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Other titles in the Cultural Memory in the Present series:
Anatomy of the Passions (Cultural Memory in the Present)by Francois Delaporte
Synopses & Reviews
The study of facial expression and its musculature undertaken by Guillaume-Benjamin Duchenne de Boulogne in 1862, an attempt to secure biological meaning in the natural language of the emotions, resulted in the pioneering Méchanisme du physiognomie humaine. Duchenne, who used photography to document his experiments, inspired Charles Darwin's Expression of the Emotions in Man and Animals (1872) and had a significant influence on artists (his teachings were incorporated into the curriculum of the École Normale Supérieur des Beaux Arts). Through Duchenne, François Delaporte provides a remarkable philosophical and historical examination of expressive physiology during the mid-nineteenth century and considers the science of emotion as a means of revealing inner life upon the surface of the face. The central concern of Anatomy of the Passions is how techniques of studying facial musculature became a point of contact between existing and novel understandings of the body's expressive anatomy. Delaporte shows that Duchenne entirely reordered the knowledge and limits of expressive physiology in science and art. The face became a site where the signs of inner life are silently revealed, not yet betrayed by speech, but brought forth by reflexive physiology or by technical manipulation.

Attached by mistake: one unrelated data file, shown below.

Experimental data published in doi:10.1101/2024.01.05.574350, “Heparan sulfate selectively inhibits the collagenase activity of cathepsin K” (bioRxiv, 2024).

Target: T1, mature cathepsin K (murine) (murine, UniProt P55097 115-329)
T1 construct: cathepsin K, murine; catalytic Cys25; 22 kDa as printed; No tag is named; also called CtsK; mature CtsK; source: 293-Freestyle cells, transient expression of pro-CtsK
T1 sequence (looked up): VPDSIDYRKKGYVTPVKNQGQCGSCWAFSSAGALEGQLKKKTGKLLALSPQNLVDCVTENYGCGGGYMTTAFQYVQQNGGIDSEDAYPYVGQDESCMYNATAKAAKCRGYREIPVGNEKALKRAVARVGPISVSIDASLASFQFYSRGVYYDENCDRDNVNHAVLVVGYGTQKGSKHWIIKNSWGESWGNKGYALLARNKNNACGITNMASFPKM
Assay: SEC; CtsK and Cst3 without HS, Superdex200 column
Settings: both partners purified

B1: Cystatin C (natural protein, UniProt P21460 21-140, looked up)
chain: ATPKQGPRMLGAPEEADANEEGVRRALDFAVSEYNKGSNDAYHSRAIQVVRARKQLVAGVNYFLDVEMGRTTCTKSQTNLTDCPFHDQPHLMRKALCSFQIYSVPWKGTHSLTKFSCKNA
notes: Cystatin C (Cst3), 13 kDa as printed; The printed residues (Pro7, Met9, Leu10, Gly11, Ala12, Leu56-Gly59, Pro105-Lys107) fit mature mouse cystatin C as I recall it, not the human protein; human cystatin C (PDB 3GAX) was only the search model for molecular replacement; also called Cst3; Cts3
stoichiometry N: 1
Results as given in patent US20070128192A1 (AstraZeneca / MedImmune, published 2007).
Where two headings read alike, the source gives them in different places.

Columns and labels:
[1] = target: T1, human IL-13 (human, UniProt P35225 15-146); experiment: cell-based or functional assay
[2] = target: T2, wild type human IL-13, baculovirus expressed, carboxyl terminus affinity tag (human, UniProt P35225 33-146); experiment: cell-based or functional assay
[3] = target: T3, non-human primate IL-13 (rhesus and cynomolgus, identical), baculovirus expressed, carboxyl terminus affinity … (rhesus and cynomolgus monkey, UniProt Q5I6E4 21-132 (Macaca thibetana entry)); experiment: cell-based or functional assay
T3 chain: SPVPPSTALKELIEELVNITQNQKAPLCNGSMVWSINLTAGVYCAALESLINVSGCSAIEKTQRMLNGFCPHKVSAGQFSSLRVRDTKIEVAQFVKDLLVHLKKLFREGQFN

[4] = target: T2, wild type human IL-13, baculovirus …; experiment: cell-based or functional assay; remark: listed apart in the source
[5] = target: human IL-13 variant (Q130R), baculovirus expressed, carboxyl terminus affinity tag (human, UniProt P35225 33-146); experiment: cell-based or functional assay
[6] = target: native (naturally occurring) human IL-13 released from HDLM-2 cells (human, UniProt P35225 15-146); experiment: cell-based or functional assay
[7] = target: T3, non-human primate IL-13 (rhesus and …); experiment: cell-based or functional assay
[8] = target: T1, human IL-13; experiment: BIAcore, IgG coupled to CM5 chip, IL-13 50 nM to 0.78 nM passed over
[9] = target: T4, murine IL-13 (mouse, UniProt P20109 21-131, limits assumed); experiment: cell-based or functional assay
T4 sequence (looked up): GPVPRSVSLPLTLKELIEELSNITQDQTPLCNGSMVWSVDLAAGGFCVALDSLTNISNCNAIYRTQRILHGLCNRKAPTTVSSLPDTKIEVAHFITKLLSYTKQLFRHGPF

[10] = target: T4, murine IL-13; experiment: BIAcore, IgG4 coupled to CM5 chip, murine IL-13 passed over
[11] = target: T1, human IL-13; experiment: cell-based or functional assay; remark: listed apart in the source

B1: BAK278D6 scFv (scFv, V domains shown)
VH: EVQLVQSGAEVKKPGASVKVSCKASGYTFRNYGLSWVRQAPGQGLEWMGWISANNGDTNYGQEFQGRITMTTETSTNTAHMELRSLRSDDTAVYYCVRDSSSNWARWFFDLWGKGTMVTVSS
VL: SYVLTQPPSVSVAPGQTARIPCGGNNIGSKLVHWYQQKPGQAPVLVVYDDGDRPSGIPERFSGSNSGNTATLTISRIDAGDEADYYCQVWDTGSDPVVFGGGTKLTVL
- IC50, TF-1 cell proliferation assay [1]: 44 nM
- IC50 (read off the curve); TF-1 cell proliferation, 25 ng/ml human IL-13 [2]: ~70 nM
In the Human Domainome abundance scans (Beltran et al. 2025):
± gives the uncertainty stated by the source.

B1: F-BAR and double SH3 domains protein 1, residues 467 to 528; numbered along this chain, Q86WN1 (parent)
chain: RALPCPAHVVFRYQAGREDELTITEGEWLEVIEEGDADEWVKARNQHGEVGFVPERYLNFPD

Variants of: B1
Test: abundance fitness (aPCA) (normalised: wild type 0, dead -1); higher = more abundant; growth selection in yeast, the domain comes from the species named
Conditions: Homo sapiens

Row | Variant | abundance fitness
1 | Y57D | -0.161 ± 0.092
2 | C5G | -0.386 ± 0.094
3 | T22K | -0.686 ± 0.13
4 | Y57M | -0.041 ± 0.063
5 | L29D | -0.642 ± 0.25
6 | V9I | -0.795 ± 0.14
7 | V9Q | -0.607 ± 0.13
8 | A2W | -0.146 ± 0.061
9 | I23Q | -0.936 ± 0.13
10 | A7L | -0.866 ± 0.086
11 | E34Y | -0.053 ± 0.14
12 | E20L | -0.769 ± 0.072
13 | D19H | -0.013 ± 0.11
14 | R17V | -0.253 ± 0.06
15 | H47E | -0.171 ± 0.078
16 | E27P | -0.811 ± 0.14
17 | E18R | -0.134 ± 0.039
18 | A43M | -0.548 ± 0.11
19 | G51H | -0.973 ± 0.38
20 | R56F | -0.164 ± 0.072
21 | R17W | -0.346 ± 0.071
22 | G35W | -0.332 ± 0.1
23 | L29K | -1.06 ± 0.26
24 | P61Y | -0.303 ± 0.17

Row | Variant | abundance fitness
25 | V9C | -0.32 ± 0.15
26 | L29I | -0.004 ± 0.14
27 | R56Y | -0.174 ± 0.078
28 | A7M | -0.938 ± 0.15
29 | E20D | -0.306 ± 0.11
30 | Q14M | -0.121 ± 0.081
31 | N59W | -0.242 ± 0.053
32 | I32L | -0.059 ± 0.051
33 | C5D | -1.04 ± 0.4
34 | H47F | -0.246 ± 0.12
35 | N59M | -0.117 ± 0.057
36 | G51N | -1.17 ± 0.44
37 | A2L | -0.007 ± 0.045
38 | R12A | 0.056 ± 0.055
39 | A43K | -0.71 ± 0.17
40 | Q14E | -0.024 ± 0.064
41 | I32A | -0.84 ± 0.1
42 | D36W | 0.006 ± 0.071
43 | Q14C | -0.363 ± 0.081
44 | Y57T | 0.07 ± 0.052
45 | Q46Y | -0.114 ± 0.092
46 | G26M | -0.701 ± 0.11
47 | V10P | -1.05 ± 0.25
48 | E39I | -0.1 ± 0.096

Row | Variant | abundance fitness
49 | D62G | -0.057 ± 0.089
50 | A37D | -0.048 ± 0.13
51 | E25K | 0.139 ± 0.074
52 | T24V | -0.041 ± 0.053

Book News Annotation:
Delaporte (philosophy, U. de Picardie Jules Verne) takes us into the world of Guillaume-Benjamin Duchenne de Boulogne, a nineteenth-century researcher who sought a biological basis for emotions by studying facial expressions. His experiments, which included photographing faces under the influence of emotion, inspired Charles Darwin and generations of artists. Delaporte explains why Duchenne felt his study was essential to revealing the inner life of the mind, and how he developed a system that incorporated observations of the mechanism of musculature with responses to emotional stimuli. The result is not only an elegant explanation of Duchenne's methods and conclusions, but also a fascinating glimpse at how nineteenth-century scientists came to their conclusions. Annotation ©2008 Book News, Inc., Portland, OR (booknews.com)
Through the pioneering work of Duchenne de Boulogne, Franois Delaporte provides a remarkable philosophical and historical examination of expressive physiology during the mid-19th century, and considers the science of emotion as a means of revealing inner life—thoughts, feelings—upon the surface of the face.
About the Author
François Delaporte is Professor of Philosophy at Université de Picardie Jules-Verne in Amiens, France. His publications include Nature's Second Kingdom (1982), The History of Yellow Fever (1991), and Disease and Civilization (1986).
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